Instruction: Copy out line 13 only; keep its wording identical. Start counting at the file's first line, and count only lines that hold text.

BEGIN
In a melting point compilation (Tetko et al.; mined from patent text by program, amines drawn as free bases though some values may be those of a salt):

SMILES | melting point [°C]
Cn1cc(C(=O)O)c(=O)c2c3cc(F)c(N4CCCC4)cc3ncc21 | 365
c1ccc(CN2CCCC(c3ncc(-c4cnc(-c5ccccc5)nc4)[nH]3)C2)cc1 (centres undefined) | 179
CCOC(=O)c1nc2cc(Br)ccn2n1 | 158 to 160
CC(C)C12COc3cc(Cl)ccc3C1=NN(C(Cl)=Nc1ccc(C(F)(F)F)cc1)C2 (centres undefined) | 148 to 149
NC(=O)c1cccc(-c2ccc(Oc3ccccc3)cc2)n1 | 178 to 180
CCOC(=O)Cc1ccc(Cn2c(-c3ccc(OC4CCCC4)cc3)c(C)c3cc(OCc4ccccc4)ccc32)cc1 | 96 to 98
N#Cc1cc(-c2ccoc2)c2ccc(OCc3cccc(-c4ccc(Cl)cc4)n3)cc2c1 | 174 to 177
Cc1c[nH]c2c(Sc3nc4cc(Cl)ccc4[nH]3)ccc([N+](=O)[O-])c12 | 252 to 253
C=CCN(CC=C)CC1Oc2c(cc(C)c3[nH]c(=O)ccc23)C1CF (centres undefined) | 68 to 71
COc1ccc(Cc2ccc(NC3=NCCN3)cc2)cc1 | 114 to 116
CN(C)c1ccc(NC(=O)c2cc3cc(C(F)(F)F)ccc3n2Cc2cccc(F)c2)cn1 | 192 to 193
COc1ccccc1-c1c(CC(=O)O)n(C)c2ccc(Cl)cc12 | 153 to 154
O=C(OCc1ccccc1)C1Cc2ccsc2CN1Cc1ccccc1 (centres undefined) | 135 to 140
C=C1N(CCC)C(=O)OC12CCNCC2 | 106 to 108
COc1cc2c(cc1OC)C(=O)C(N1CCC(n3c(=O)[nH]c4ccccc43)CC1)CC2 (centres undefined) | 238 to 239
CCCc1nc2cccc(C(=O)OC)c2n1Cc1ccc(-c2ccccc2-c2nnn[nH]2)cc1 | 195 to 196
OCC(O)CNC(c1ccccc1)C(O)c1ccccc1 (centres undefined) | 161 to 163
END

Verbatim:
CN(C)c1ccc(NC(=O)c2cc3cc(C(F)(F)F)ccc3n2Cc2cccc(F)c2)cn1 | 192 to 193